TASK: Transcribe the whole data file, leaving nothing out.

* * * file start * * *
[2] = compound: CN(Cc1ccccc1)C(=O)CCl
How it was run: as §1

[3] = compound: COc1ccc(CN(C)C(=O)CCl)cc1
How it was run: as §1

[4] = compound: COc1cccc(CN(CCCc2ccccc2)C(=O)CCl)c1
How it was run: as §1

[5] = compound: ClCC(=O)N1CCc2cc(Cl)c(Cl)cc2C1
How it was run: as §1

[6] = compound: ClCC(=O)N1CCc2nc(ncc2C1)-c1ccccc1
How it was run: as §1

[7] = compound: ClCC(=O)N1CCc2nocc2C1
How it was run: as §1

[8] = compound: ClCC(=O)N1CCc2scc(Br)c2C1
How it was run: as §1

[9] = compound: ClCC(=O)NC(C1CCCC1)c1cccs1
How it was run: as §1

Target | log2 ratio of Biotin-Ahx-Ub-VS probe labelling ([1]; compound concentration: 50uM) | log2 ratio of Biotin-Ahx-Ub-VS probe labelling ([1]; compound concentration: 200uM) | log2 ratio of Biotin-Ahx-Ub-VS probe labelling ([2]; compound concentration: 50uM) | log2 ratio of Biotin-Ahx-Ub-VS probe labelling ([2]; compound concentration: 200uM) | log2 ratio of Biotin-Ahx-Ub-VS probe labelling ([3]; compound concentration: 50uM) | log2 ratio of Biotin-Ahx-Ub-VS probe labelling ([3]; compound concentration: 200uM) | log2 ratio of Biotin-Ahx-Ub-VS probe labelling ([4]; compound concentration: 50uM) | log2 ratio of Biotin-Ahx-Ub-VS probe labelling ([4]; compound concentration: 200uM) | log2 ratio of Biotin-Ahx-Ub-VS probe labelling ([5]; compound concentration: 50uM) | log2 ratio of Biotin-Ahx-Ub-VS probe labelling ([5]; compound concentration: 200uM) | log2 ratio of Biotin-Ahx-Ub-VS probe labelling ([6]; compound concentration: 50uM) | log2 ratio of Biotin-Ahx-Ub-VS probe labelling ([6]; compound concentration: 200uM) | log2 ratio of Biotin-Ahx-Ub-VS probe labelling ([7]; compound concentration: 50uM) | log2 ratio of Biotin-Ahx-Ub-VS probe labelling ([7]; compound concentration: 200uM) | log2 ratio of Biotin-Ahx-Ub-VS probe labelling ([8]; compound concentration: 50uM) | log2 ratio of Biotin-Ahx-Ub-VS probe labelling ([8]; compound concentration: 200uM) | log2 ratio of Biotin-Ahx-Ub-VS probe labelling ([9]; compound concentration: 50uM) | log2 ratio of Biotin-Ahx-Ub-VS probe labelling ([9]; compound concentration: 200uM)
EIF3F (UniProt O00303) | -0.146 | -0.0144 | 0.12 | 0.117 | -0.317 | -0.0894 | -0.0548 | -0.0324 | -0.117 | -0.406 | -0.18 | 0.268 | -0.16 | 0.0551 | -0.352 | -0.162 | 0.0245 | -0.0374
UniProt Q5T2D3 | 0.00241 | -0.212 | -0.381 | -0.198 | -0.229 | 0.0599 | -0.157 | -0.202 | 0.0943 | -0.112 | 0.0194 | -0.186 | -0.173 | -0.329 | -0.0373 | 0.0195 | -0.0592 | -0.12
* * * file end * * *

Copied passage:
[2] = compound: CN(Cc1ccccc1)C(=O)CCl
How it was run: as §1

[3] = compound: COc1ccc(CN(C)C(=O)CCl)cc1
How it was run: as §1

[4] = compound: COc1cccc(CN(CCCc2ccccc2)C(=O)CCl)c1
How it was run: as §1

[5] = compound: ClCC(=O)N1CCc2cc(Cl)c(Cl)cc2C1
How it was run: as §1

[6] = compound: ClCC(=O)N1CCc2nc(ncc2C1)-c1ccccc1
How it was run: as §1

[7] = compound: ClCC(=O)N1CCc2nocc2C1
How it was run: as §1

[8] = compound: ClCC(=O)N1CCc2scc(Br)c2C1
How it was run: as §1

[9] = compound: ClCC(=O)NC(C1CCCC1)c1cccs1
How it was run: as §1

Target | log2 ratio of Biotin-Ahx-Ub-VS probe labelling ([1]; compound concentration: 50uM) | log2 ratio of Biotin-Ahx-Ub-VS probe labelling ([1]; compound concentration: 200uM) | log2 ratio of Biotin-Ahx-Ub-VS probe labelling ([2]; compound concentration: 50uM) | log2 ratio of Biotin-Ahx-Ub-VS probe labelling ([2]; compound concentration: 200uM) | log2 ratio of Biotin-Ahx-Ub-VS probe labelling ([3]; compound concentration: 50uM) | log2 ratio of Biotin-Ahx-Ub-VS probe labelling ([3]; compound concentration: 200uM) | log2 ratio of Biotin-Ahx-Ub-VS probe labelling ([4]; compound concentration: 50uM) | log2 ratio of Biotin-Ahx-Ub-VS probe labelling ([4]; compound concentration: 200uM) | log2 ratio of Biotin-Ahx-Ub-VS probe labelling ([5]; compound concentration: 50uM) | log2 ratio of Biotin-Ahx-Ub-VS probe labelling ([5]; compound concentration: 200uM) | log2 ratio of Biotin-Ahx-Ub-VS probe labelling ([6]; compound concentration: 50uM) | log2 ratio of Biotin-Ahx-Ub-VS probe labelling ([6]; compound concentration: 200uM) | log2 ratio of Biotin-Ahx-Ub-VS probe labelling ([7]; compound concentration: 50uM) | log2 ratio of Biotin-Ahx-Ub-VS probe labelling ([7]; compound concentration: 200uM) | log2 ratio of Biotin-Ahx-Ub-VS probe labelling ([8]; compound concentration: 50uM) | log2 ratio of Biotin-Ahx-Ub-VS probe labelling ([8]; compound concentration: 200uM) | log2 ratio of Biotin-Ahx-Ub-VS probe labelling ([9]; compound concentration: 50uM) | log2 ratio of Biotin-Ahx-Ub-VS probe labelling ([9]; compound concentration: 200uM)
EIF3F (UniProt O00303) | -0.146 | -0.0144 | 0.12 | 0.117 | -0.317 | -0.0894 | -0.0548 | -0.0324 | -0.117 | -0.406 | -0.18 | 0.268 | -0.16 | 0.0551 | -0.352 | -0.162 | 0.0245 | -0.0374
UniProt Q5T2D3 | 0.00241 | -0.212 | -0.381 | -0.198 | -0.229 | 0.0599 | -0.157 | -0.202 | 0.0943 | -0.112 | 0.0194 | -0.186 | -0.173 | -0.329 | -0.0373 | 0.0195 | -0.0592 | -0.12